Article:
In spite of being criticised in the past, I like to make such distinctions clear – this is what I bought; this is what I received from the brand as a gift; this is what is being sponsored or paid for. I find it personally insulting when readers assume my purchases (resulting from my hard work) were gifted or lent. At the same time, I’d be running foul of US law if I didn’t comply with the Federal Trade Commission’s disclosure requirements for bloggers.

“We have come a very long way since Tavi started her blog, with her eclectic grandma-chic looks and her seemingly unbiased take on fashion,” says Julie Zerbo, founder of “I personally have noticed the shift in terms of presentation and depiction of fashion on individuals’ social-media feeds. It has become some sort of alternate reality in a sense, where a lot of people build these super-fashionable personas – some of which are certainly authentic, some of which are not – and we all just kind of go along with it.”

Fashion, at its absolute core, is aspirational. Which is why some of the most successful online influencers are the ones with carefully crafted and calculated identities. Their manufactured lifestyles provide the perfect setting for luxury brands. They make high fashion accessible by selling or emphasising the prestige or social status associated with the products and de-emphasising the price tag. By doing so, both the influencer and the brand touch those who can afford the products and also those who can’t.

“This promotes fetishism and the idea that these products bring happiness in themselves, and a sort of way of life for the person who is consuming it, following it or liking it,” says Dr. Samantha Boardman, clinical instructor in psychiatry and public health at Weill Cornell Medical College in New York. “It’s the idea of selling the sizzle, not the steak.”

Is there relevance or value in trying to seek authenticity in “Insta-land”, where avocado toasts, colourful macaroons and bowls of berries are used as props to promote 18-carat gold Juste un Clou Cartier bracelets and loaned Louis Vuitton Petite Malle clutch bags?

According to Christy Wampole, professor of French literature at Princeton University, the distinction between real and unreal or authentic and inauthentic has troubled philosophers for centuries: “The ever-increasing level of mediation between people and their experiences has complicated this problem even further, making it easier to create a convincing second self that is accepted as a first self. I’ve begun to think that authenticity is an issue not only for the one being looked at, but also for the one doing the looking. If you say you can tell the difference between the authentic and inauthentic influencer, this has to do with your own eye, not just with what the person is projecting. All of this social media is a two-way street but for whatever reason, we tend to think more about the way information is projected than absorbed. Absorption is, to me, the more interesting problem.”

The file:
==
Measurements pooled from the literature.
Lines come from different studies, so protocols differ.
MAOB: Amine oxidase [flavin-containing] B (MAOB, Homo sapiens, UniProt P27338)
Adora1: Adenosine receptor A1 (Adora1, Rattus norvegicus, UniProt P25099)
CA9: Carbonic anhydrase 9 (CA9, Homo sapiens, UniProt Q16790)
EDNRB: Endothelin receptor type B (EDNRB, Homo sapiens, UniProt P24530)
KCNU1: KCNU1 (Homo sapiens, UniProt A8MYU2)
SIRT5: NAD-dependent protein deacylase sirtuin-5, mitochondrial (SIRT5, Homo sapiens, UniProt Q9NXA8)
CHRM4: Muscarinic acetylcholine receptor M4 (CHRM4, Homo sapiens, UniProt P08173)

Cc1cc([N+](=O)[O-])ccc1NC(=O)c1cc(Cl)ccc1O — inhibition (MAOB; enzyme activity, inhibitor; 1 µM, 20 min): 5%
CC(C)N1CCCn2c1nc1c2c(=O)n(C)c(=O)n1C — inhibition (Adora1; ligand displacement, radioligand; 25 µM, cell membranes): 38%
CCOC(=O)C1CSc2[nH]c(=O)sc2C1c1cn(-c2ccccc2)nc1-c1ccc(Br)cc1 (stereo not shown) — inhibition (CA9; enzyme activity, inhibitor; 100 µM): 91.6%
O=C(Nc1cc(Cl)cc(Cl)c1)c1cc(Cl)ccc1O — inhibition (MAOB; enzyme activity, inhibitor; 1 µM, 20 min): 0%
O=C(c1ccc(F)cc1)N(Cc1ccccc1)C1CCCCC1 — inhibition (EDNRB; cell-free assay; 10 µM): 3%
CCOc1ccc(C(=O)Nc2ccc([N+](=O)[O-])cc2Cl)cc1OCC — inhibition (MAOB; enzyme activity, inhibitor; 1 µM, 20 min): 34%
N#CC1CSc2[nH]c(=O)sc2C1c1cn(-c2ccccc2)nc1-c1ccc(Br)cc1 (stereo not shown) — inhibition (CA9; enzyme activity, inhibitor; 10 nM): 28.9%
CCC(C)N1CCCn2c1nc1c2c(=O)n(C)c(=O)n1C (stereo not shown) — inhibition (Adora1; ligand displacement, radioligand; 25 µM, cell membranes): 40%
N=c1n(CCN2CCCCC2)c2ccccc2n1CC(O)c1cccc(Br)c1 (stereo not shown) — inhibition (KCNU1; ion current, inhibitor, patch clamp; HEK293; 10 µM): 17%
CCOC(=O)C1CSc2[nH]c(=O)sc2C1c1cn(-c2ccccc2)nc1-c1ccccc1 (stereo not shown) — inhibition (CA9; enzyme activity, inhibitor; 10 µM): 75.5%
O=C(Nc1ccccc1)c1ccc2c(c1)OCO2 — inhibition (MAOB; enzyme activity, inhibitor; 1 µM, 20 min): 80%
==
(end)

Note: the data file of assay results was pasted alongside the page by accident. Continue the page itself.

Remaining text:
“From a reader’s perspective, it is worth taking that step back and thinking, ‘Wait a minute. This is glamorous, fun and not all of it is real!’” says Dr. Boardman. “The responsibility is on us to make that distinction. Much of what we see online is not a portrayal of real life.”

When I first started blogging, I presented myself in a “raw” format. I was totally unfiltered. I used a regular point-and-shoot camera. I didn’t even edit my photos. I presented things the way they were. Unscripted, uncalculated. Almost 10 years later, I shoot with two DSLR cameras and, depending on the situation, I switch between four different lenses. The photos are edited post-production as well. What readers wanted 10 years ago was very different from what readers want now.

Today’s tools make it easier than ever to alter the reality we present online. The moment you swipe your finger on Facetune to erase your eye bags or smooth your pores, that image becomes unreal. One of my best friends told me to stop using the term “Facetune” and rename it “Nosetune” because I mostly use the app for instant rhinoplasty.

My blog has gone through many changes over the years. It went from a travel journal to a creative outlet where I provoked and engaged with people. I used it as a platform to connect with readers all around the world. Now, after many years, it’s a highly produced, editorialised version of my life. I don’t blog as much as I did because of my schedule but when I do, I make sure I only offer the best of the best.

Someday, when people ask me what I do for a living, I’d like to be able to say, without flinching, “I inspire people to dream.” It’s fair to say that most of my dreams came true. Now it’s my turn to help my readers have the same dreams as I do, or to inspire them to have even bigger dreams.

This is my reality. §

All images © Bryanboy (@bryanboycom)